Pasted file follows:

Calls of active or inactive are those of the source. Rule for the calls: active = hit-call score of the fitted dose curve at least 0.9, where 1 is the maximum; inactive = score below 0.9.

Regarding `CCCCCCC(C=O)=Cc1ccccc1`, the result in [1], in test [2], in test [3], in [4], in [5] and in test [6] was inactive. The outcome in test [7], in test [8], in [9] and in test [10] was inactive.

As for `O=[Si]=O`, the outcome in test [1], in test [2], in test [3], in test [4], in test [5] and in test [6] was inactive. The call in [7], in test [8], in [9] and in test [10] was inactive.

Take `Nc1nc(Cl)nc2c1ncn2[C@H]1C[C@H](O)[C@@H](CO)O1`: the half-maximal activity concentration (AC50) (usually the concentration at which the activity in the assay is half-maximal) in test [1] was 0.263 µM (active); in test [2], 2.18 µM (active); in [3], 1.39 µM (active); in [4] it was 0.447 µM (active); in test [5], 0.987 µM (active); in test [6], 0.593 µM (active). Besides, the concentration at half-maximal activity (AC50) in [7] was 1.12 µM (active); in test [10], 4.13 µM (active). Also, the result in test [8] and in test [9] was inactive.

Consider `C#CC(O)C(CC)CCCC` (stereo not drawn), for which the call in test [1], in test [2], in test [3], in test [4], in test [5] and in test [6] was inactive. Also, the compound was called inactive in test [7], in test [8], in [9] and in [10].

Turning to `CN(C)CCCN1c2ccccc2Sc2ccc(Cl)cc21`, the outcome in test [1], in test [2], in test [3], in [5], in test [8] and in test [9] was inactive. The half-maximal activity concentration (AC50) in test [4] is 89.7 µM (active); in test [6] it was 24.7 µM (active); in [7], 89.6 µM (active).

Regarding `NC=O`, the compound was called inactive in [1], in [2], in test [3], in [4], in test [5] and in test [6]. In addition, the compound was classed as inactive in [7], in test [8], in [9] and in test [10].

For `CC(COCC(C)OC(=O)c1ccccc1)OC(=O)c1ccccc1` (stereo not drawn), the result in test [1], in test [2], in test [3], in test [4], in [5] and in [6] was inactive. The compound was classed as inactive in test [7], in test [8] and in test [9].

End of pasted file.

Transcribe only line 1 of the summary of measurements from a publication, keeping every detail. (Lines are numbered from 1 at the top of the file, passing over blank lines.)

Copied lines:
Calls of active or inactive are those of the source. Rule for the calls: active = hit-call score of the fitted dose curve at least 0.9, where 1 is the maximum; inactive = score below 0.9.